Tuesday, October 1, 2013

Writing Faster, Writing Better

Weekend before last, I went to the Rocky Mountain Fiction Writers Colorado Gold conference.  It was my 6th year in a row attending, and just like the previous years, I had an excellent experience.  Haha, this year, I even managed to attend some actual panels instead of spending all my time in the lobby socializing! The best and most motivating of the panels for me was one on "Writing Faster, Writing Better" - something I felt in desperate need of advice on, as I've been struggling to make progress on The Labyrinth of Flame while having less time to write than I ever did on the previous 2 books.  (Damn do I miss the days when my son took a nice 1.5-hour afternoon nap!)

I'm happy to say I came away from the panel with a whole new slew of tricks to try.  Many of them are psychological - everything from picking a simple ritual to perform before every writing session (lighting a candle, listening to a single song, etc), to using a 20-min timer for writing spurts.  Others involve actual adjustments of your writing process.  I've decided to try one of these - the "scene outlining" approach.  (Author Rachel Aaron describes this in her "2K to 10K" approach.)  

Usually by the time I get to a scene, I know pretty much what I want to happen, so I've never tried outlining it in any detail before I write.  I just sit down and start typing, and work through the details of dialogue and action as I go.  Yet I've noticed recently I've been stopping a whole lot while writing to stare at the screen and think about those very details.  They *need* to be thought through, no question; if I just force myself to plow onward willy-nilly, then sure, I pump out words, but then they have to be completely rewritten later because the details are so far from right. Whereas if I sit down and work out all those details in advance of actually setting fingers to keyboard, I'm hoping I can write a far more useful draft version of the scene in far less time. 

I'm not entirely sure how much time this will save me.  Yes, if I work out details in outline form, I'm not trying to write them in prose that other people would read, so that obviously saves a bit of typing-deleting-retyping.  Maybe I can also save time if I think through the scene during other moments of the day (driving to/from work, eating, etc).  But the "thinking" part is always the part that takes me longest, and often I don't have a good grasp of how best to handle a scene until I've actually tried to write the prose and found it doesn't work the way I was originally thinking.  So we'll see!  But I'm a big proponent of "If something's not working, then make a change."  My current writing process isn't letting me make the progress I want.  Time to switch it up.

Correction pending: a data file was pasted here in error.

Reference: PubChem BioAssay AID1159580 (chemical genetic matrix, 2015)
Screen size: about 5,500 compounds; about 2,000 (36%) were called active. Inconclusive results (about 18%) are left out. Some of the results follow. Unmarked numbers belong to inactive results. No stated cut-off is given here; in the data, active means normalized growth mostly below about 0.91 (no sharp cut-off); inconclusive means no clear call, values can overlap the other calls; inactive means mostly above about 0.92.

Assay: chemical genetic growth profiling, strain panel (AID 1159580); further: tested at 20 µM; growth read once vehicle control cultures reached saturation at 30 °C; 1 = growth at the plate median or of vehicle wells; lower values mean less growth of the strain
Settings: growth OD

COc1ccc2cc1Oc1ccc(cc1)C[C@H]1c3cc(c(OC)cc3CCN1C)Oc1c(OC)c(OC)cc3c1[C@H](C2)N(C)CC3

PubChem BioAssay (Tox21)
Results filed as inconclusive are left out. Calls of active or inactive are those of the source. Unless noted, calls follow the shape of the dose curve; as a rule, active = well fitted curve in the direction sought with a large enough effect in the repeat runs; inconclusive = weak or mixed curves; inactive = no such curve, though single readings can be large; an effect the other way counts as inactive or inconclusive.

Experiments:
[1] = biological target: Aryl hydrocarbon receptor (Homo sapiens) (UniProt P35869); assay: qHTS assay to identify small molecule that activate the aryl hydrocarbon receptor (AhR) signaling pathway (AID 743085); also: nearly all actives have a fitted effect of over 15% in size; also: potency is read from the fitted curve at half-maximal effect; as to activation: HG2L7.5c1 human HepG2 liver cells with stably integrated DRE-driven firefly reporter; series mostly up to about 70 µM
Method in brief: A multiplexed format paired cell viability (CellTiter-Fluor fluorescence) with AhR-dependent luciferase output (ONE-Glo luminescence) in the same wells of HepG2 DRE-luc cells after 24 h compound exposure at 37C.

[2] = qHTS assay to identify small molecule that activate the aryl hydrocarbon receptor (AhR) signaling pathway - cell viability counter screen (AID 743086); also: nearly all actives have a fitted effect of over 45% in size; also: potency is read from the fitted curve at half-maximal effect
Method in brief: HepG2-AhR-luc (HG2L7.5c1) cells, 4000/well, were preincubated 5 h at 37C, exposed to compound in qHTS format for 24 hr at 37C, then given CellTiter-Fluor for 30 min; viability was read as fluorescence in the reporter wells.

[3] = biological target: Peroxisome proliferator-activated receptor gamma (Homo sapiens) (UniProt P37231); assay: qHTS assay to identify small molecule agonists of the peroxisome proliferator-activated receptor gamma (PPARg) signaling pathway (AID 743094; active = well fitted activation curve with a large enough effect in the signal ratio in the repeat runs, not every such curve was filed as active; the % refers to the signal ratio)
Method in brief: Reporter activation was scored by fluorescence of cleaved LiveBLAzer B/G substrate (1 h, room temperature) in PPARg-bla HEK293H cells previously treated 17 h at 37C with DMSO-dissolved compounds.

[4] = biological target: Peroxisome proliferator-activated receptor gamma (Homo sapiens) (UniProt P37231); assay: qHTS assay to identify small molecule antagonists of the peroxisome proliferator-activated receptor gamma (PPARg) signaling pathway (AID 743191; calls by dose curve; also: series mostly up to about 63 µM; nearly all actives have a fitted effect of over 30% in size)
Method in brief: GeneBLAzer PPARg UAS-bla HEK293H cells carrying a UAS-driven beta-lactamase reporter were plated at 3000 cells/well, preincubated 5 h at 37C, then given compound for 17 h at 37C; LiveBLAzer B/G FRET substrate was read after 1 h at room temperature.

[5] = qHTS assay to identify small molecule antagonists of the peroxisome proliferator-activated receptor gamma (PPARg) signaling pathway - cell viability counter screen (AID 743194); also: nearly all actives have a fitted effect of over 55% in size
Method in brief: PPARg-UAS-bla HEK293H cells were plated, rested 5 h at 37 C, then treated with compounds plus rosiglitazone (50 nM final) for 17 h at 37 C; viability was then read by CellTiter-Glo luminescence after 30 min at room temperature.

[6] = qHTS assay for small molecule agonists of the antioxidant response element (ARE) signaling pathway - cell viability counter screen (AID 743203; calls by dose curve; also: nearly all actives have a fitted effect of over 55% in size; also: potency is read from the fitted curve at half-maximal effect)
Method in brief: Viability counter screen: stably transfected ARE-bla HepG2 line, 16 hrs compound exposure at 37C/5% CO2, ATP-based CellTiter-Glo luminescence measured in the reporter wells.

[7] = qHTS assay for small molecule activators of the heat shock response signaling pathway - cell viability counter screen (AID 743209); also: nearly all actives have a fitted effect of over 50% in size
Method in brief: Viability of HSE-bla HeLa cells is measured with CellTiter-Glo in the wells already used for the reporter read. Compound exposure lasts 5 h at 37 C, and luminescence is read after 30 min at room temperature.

As part of that, I've decided to make a big wordcount push on Labyrinth of Flame in Oct & Nov.  Full speed ahead, no revision, always moving forward (while using scene outlining, etc, to try and keep the words I put down somewhat useful).  So consider this a heads-up: I'll be a bit scarce around these parts.  I'll post my schedule for MileHiCon when I get it, and I'm thinking of doing a brief post every Monday for my own benefit, to tally progress and see how things are working (and decide if I need to try different tricks out of the workshop bag).  But other than that, it's gonna be nose to grindstone, fingers to keyboard.  

I don't expect this push to let me reach the end of the draft - I'll probably need at least another month or two afterward - but I want to get much, MUCH closer than I am right now.  I remember how awesome it felt to write THE END on the first draft of The Tainted City.  It can be summed up pretty much like this:

Sticking the landing on my final axel while competing at Adult Nationals a few years back. I'd fallen on that jump a million times (nothing harder than landing a jump at the very end of your program, when your legs are exhausted).  That time I made it - and won gold.  (Woo hoo!)
So here's hoping I can move the happy day for The Labyrinth of Flame a whole lot closer.  Fingers crossed!  


  1. Best of luck with the new technique. I do know that Olympic sports psychologists are big on having a ritual at the beginning of each event, and also having athletes visualizing themselves performing well. Much better than my own practice of saying, "Dear God, don't let me suck."

    And wait a minute... you're an accomplished electrical engineer, climber, writer, and a gold medal winning skater? If your son is anything like you, I'd think the last thing he'd be interested in is a nap. :-)

  2. Yay, Courtney! This post really inspired me, thank you!